A) Go to the NPM package’s directory. Assuming in your terminal or command line you are still in the same directory as the one created in Step 1, input the following command to go to the right directory on your computer:

cd node_modules/web_to_lambda/

You should now be in the root of the NPM package “web_to_lambda” that you downloaded before. Install the NPM modules for this module itself. This module only has one dependency, the “vandium” module. Run the following command to install Vandium (the only dependency):

npm install

B) Next you must zip up the files and folders you want to upload. In our example, you must zip the “index.js” file, the “node_modules” folder, and the “lambda_function_logic” folder. To zip the files, generally you can just select them all and right click, an option to “zip”, “archive”, or “compress” should appear. Here is a demonstration video on how to zip the files:

How to zip the appropriate file and folders. The leftmost directory in this video is the root directory of this project, the directory we created in Step 1.

C) Log in to you AWS browser console and go to the Lambda function section. (Here is a link to that page to make your life easier!😉)

D) Now that you are logged into your AWS account and you are on the Lambda function page, click on the “Create function” button. It’s the big orange button that says “Create function”, press on it, please.

E) Next, you have to fill out the basic information and create a basic role. For the “Name*” section, name your function whatever you want, it’s a free world, follow your heart and you’ll think of an appropriate name. Just remember that name, please. For the “Role*” section, select “Create new role from template(s)”. For the “Role name*”, once again, just follow your heart. For the “Policy templates section”, leave it empty. Next, click on the big orange “Create function” button.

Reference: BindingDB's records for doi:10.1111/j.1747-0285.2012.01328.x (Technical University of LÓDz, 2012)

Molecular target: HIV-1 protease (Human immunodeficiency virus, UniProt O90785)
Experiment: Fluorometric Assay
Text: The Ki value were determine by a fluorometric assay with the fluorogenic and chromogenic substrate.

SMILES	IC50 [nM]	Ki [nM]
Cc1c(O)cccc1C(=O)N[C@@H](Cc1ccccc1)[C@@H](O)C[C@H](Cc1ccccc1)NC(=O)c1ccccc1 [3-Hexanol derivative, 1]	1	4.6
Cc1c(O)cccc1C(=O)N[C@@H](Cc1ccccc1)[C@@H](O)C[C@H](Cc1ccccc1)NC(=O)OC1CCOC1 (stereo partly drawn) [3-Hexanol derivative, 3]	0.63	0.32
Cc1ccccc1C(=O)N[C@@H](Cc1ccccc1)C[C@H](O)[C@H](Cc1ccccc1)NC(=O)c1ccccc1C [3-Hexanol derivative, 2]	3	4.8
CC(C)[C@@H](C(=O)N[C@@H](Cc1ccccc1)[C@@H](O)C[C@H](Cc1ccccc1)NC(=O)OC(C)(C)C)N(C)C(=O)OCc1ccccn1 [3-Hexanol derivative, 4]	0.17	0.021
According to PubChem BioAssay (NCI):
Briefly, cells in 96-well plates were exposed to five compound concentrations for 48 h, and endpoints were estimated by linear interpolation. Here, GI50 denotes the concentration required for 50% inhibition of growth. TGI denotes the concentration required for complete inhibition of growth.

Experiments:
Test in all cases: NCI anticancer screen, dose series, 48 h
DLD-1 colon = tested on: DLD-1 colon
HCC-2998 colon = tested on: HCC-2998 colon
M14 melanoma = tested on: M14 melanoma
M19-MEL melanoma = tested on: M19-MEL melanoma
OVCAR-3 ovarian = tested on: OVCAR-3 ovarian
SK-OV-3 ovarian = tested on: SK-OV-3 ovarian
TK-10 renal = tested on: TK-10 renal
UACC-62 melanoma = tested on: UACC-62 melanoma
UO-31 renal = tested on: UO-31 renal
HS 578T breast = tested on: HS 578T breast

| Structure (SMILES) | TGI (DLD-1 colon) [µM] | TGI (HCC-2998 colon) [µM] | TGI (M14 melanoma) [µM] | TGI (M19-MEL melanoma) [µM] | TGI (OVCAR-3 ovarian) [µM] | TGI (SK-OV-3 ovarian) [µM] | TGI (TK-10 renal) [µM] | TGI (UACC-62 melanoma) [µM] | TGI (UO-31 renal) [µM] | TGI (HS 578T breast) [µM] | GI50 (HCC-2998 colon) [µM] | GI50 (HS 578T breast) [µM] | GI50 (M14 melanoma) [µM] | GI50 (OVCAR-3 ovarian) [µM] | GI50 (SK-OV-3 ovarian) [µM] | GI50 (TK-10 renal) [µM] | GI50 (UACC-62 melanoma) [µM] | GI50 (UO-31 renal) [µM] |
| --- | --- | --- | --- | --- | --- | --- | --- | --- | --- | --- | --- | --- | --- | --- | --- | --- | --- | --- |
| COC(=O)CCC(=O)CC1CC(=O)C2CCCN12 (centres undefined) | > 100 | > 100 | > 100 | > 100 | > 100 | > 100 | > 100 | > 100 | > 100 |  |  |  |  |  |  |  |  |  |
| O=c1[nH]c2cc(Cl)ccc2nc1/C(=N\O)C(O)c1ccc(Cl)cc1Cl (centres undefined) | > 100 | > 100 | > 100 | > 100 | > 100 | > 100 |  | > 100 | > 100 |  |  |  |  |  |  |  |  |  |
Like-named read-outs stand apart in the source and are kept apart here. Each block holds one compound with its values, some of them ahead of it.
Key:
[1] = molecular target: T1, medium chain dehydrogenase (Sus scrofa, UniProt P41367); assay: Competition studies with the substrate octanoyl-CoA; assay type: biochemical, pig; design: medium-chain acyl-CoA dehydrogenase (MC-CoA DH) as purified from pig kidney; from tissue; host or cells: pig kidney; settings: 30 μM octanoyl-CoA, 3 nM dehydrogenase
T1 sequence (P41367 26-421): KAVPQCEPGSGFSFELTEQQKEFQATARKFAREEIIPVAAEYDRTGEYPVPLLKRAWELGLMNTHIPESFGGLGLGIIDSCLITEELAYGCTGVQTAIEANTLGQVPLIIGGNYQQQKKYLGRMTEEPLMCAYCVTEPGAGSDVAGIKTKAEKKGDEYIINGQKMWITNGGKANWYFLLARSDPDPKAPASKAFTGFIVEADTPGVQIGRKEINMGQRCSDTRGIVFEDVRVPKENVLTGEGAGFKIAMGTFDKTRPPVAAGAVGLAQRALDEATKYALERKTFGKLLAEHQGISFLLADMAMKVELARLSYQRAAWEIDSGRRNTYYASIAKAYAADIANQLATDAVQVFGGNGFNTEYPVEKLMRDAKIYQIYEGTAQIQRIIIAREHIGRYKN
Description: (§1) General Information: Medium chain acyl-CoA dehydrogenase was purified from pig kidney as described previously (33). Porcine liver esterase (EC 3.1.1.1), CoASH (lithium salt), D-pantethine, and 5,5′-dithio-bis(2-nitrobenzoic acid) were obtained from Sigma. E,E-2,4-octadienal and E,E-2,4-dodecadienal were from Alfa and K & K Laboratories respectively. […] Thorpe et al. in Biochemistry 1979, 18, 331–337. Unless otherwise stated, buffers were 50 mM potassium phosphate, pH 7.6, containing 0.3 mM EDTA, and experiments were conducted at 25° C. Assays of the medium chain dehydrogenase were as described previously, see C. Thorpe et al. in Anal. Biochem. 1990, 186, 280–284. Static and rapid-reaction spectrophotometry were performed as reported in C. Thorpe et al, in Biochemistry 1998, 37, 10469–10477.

Creating your AWS Lambda function with a basic role attached to it. You can name the function and the role whatever you like, just remember the name of the function, please. High quality version of this video here.

F) Now you must upload the actual Lambda function code to the Lambda function that you have just created (the Lambda function just has the default code attached to it right now). You need to upload the zip file you created in step 2-B.

This is the browser page for your uploaded Lambda function, you need to upload the zip file you created before.

Also make sure you hit the save button!

After you upload the zip file, press the save button. (The big orange button that says “Save”😵)

Congratulations, you now have uploaded your data scraping Lambda function, you are now a professional AWS developer! Let us move on to the next step, attaching your Lambda function to an API Gateway endpoint.

Step 3. Make your Lambda Function Accessible Through the Internet (with API Gateway)